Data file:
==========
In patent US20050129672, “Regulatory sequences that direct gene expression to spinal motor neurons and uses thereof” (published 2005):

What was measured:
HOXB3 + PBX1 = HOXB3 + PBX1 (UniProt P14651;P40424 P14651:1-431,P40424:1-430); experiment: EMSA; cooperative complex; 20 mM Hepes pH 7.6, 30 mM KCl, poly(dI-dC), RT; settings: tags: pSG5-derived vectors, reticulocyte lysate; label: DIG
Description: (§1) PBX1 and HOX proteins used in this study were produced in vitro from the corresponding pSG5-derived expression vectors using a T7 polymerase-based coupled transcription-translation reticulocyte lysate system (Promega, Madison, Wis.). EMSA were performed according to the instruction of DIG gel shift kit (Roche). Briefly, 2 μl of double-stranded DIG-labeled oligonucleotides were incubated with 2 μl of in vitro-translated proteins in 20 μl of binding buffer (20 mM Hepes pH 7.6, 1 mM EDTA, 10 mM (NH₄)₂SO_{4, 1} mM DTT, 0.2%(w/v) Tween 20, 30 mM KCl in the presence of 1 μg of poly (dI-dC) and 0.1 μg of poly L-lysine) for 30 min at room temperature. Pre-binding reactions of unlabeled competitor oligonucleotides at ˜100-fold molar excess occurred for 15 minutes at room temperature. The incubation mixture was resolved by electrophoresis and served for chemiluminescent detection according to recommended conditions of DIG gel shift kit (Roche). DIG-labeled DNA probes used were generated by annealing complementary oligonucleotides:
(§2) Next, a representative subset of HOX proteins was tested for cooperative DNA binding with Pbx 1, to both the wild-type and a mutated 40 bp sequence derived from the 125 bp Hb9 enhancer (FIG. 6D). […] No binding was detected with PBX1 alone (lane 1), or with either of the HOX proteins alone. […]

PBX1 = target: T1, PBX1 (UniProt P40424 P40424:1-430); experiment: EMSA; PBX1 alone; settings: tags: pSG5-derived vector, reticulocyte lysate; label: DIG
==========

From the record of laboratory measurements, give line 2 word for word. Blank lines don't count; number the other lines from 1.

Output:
What was measured: